Parkinson's results beyond researchers' wildest dreams
A treatment that has restored the movement of patients with chronic Parkinson's disease has been developed by Canadian researchers. Previously housebound patients are now able to walk more freely as a result of electrical stimulation to their spines.
AI identifies risk of cholesterol-raising genetic disease
Stanford scientists and their collaborators have devised an algorithm to predict the risk of a disease that, untreated, can lead to heart attack or stroke.
A new algorithm can determine whether a patient is likely to have a cholesterol-raising genetic disease that can cause early, and sometimes fatal, heart problems, reports a new study conducted by researchers at the Stanford University School of Medicine and their collaborators.
Breaking the childhood obesity vicious cycle: Commission launches EU Health Award for cities, NGOs and schools
On 1 April 2019, the European Commission launches the 2019 EU Health Award for cities, NGOs and schools. This year, we aim to reward initiatives seeking to prevent and reduce obesity in children and young people (6-18 years).
Circulation and cellular activity restored in a pig’s brain hours after death
Yale scientists have challenged long-held assumptions about the timing & irreversible nature of the cessation of brain functions after death, by restoring cellular activity in a pig’s brain after death.The brain of a post-mortem pig obtained from a meatpacking plant was isolated and circulated with a specially designed chemical solution. Many basic functions of cellular activity, once thought to cease seconds or minutes after oxygen and blood flow cease, were observed, the scientists report.
Sleep myths 'damaging your health'
Widely held myths about sleep are damaging our health and our mood, as well as shortening our lives, researchers say.
A team at New York University trawled the internet to find the most common claims about a good night's kip. Then, in a study published in the journal Sleep Health, they matched the claims to the best scientific evidence. They hope that dispelling sleep myths will improve people's physical and mental health and well-being. So, how many are you guilty of?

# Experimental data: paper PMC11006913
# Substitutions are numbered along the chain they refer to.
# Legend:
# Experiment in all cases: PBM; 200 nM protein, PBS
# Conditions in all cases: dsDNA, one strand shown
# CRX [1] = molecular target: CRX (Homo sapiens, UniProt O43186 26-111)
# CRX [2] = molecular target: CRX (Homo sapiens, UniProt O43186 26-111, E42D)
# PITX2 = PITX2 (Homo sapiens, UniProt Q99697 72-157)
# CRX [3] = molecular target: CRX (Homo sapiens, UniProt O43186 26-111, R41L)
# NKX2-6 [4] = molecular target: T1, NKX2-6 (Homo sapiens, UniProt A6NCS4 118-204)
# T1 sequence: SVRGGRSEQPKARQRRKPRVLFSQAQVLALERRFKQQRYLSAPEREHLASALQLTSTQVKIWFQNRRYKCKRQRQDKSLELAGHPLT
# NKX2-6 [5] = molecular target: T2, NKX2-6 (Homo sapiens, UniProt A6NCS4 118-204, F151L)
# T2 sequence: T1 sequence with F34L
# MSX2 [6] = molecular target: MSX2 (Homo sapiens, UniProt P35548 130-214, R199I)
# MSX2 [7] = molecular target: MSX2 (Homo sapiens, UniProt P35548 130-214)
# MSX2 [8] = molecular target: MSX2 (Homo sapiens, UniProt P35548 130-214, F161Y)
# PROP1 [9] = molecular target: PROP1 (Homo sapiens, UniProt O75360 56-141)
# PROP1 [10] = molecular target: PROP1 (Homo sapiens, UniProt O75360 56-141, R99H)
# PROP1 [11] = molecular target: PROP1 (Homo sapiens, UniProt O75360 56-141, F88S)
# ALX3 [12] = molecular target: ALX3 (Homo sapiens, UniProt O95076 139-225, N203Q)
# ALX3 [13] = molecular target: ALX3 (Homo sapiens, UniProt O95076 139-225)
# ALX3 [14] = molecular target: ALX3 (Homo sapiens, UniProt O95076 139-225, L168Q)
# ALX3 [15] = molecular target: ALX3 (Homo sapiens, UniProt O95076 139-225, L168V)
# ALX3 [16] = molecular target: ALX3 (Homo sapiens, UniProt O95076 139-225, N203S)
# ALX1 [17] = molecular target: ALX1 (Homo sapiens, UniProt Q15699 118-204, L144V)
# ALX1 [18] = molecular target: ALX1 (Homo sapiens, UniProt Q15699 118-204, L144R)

When done right, the internet can be a useful alternative to seeing a doctor
Google may be a convenient way to get answers on your symptoms, but it is often misinformation, write Christopher Kelly and Marc Eisenberg
Everyone occasionally experiences new symptoms that can’t be readily explained or ignored. In most cases, people seek initial medical guidance from the one source they consider authoritative, available, trustworthy and non-judgemental. We are, of course, talking about Google – which, for many adults, has become a de facto primary care doctor.
Brexit: Flu vaccine 'could be airlifted into UK'
Drugs company Sanofi has plans to fly supplies of flu vaccine into the UK if other transport routes are disrupted after the country leaves the EU.
Hugo Fry, the managing director of its UK arm, told BBC Radio 5 live's Wake Up To Money that the flu vaccine was one it was not possible to stockpile.
Health effects of eggs: Where do we stand?
Are eggs good for you or not? The 2015 to 2020 Dietary Guidelines for Americans recommends the nutrient-dense food as a source of protein, but an article in JAMA this month made a stir when it reported an association between eating eggs and an increased risk of heart disease and early death.
Democracy linked to global health gains in low-, middle-income countries
The role of democracy in public health leads to dramatic decreases in deaths from noncommunicable diseases, HIV, cardiovascular disease and transportation injuries, according to a new study by researchers at Stanford and several other institutions.
Deadly Staph Infections Still Threaten the U.S.
CDC calls for increased prevention to protect patients